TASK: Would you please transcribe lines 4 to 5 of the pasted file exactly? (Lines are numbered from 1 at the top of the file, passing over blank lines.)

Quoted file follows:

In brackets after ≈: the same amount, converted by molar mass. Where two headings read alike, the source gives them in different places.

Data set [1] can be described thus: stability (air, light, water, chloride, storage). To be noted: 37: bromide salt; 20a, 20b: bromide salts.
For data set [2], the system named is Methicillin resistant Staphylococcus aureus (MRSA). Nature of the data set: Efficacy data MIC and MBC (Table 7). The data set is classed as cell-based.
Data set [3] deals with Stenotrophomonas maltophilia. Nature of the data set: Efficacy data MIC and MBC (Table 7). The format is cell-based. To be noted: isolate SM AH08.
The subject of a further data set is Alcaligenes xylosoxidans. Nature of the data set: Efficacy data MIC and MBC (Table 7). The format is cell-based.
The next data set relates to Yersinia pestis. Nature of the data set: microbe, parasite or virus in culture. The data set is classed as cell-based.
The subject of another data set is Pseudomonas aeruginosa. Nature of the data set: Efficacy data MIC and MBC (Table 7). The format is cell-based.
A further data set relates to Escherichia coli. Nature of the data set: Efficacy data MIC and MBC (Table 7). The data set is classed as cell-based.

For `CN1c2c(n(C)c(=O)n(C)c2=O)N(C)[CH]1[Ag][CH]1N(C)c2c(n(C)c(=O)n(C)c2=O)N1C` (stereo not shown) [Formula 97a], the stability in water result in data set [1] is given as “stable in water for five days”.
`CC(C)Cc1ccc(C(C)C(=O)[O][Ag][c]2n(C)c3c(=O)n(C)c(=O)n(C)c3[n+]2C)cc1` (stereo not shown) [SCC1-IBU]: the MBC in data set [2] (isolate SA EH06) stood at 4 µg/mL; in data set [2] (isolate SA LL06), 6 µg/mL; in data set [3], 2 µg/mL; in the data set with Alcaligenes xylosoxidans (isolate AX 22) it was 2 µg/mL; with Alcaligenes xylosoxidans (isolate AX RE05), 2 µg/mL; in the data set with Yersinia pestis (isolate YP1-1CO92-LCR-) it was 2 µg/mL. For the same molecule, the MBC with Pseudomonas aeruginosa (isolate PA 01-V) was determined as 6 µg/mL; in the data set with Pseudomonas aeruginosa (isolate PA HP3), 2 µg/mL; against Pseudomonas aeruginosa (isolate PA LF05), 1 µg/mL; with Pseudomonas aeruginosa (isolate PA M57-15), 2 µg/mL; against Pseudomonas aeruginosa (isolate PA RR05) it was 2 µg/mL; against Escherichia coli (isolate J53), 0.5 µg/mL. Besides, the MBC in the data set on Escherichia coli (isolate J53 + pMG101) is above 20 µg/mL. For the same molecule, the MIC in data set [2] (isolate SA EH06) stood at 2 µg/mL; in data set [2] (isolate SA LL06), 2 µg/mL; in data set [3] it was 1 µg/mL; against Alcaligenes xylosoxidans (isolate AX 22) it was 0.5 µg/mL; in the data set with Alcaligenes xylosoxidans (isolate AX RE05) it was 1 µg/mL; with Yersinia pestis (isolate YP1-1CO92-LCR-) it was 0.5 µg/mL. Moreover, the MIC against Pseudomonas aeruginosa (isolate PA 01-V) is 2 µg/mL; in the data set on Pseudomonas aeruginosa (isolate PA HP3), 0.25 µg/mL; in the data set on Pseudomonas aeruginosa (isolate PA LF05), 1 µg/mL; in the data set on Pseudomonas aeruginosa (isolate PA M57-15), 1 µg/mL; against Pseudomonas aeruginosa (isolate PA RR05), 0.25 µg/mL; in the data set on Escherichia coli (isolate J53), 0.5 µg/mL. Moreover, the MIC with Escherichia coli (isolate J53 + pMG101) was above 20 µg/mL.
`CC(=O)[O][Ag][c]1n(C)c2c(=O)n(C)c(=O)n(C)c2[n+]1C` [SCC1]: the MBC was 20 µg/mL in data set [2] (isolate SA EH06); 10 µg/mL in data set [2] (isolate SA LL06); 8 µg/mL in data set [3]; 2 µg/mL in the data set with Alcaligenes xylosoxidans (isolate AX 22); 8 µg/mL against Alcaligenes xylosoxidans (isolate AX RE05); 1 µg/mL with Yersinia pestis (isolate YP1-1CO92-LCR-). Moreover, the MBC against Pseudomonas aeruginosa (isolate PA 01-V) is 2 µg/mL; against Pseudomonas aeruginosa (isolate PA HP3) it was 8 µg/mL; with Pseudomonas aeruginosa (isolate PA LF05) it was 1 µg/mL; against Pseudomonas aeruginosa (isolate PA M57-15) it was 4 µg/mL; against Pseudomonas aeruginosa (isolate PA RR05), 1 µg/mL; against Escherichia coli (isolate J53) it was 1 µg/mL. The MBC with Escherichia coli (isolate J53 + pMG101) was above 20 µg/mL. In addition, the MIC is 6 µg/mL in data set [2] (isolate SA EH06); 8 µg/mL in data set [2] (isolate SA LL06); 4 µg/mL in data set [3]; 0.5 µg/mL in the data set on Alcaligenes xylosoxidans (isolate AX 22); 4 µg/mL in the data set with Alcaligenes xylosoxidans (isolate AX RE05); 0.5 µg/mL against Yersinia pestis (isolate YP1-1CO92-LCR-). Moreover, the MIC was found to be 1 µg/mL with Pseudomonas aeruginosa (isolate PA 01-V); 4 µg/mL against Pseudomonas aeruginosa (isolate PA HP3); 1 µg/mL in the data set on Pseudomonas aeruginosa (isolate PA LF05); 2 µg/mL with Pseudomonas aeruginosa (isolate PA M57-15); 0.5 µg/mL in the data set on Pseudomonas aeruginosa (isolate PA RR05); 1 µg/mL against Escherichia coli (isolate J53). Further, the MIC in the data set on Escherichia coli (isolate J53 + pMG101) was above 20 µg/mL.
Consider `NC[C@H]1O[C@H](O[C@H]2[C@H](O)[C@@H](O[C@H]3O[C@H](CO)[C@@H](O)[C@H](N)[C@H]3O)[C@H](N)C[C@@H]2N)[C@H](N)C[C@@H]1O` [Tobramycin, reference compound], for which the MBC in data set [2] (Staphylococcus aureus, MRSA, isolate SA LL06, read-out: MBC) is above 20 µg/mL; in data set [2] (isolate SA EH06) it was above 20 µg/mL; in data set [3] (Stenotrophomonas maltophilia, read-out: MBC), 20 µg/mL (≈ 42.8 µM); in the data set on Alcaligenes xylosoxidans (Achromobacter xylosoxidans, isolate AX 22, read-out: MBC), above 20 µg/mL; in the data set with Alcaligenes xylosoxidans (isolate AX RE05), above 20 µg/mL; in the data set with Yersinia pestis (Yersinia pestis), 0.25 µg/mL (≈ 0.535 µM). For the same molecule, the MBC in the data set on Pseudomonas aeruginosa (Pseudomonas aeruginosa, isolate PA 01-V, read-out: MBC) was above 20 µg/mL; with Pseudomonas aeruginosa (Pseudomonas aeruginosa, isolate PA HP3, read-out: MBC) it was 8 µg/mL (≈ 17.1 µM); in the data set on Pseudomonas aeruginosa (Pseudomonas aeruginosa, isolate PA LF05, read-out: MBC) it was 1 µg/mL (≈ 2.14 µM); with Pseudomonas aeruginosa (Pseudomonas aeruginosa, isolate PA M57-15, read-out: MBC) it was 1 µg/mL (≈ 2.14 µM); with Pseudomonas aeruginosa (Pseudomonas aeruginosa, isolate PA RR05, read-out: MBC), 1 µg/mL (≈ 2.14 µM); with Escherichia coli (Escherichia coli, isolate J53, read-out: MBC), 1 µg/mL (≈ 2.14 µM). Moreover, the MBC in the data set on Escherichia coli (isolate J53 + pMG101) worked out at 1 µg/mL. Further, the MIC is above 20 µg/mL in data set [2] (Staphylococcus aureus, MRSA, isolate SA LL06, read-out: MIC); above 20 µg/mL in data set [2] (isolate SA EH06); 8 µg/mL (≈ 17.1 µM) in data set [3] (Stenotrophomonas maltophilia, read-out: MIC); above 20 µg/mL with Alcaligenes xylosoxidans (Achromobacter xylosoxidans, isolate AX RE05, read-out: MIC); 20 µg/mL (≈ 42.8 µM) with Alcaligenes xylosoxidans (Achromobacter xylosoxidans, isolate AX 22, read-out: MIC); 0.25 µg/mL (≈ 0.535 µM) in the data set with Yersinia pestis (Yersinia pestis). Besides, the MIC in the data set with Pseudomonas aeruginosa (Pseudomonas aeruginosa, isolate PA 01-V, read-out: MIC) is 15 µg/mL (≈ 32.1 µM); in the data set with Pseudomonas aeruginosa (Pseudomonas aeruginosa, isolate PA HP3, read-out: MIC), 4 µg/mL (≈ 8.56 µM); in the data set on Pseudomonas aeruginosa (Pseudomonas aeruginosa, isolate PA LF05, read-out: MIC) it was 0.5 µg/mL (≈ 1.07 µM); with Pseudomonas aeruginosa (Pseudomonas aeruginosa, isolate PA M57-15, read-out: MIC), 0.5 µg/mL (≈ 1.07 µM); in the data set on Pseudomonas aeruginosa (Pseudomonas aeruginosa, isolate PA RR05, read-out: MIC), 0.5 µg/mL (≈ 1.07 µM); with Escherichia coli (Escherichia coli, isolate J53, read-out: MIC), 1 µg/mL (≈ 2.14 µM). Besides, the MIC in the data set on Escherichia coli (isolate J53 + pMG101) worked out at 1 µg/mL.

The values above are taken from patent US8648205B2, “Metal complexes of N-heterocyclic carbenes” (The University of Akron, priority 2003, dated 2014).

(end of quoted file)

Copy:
Data set [3] deals with Stenotrophomonas maltophilia. Nature of the data set: Efficacy data MIC and MBC (Table 7). The format is cell-based. To be noted: isolate SM AH08.
The subject of a further data set is Alcaligenes xylosoxidans. Nature of the data set: Efficacy data MIC and MBC (Table 7). The format is cell-based.